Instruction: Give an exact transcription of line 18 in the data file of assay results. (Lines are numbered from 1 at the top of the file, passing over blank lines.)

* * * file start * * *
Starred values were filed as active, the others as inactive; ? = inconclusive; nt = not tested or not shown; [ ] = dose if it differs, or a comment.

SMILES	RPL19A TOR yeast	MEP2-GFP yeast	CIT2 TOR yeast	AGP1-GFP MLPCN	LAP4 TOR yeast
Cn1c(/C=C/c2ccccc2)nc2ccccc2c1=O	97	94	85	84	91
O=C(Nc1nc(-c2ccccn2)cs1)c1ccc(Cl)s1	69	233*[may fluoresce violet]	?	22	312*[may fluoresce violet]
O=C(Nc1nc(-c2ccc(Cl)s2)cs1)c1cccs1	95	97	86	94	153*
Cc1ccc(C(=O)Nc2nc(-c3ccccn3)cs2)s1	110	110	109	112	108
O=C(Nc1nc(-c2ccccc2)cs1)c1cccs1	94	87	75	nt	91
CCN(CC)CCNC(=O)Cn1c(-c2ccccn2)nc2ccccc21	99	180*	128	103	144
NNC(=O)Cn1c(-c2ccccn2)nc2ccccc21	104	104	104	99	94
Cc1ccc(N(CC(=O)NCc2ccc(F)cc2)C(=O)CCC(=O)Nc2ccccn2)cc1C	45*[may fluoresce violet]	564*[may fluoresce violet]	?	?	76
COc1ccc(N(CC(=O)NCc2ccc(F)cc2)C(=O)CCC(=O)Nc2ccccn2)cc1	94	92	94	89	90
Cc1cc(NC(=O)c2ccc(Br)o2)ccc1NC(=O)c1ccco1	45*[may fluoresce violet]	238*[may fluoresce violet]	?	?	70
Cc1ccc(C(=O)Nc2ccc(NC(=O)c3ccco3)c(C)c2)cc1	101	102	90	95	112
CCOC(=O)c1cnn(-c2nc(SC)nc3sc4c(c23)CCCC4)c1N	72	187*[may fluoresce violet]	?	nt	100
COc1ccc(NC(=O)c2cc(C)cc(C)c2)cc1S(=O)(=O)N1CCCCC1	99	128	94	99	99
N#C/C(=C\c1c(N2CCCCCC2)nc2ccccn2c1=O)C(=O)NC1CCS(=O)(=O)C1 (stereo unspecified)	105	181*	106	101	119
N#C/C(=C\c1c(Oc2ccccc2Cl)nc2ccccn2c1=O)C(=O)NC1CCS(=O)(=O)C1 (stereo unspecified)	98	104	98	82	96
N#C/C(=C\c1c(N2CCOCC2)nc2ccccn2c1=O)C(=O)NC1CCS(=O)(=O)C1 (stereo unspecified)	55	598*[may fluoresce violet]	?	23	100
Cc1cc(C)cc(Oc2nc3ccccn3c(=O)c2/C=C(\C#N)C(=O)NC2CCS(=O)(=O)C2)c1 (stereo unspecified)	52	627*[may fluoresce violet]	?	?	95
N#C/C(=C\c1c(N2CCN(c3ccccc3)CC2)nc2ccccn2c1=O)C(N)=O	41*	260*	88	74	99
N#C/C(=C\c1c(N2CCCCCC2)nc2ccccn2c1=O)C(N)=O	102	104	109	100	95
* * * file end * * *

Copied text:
N#C/C(=C\c1c(N2CCOCC2)nc2ccccn2c1=O)C(=O)NC1CCS(=O)(=O)C1 (stereo unspecified)	55	598*[may fluoresce violet]	?	23	100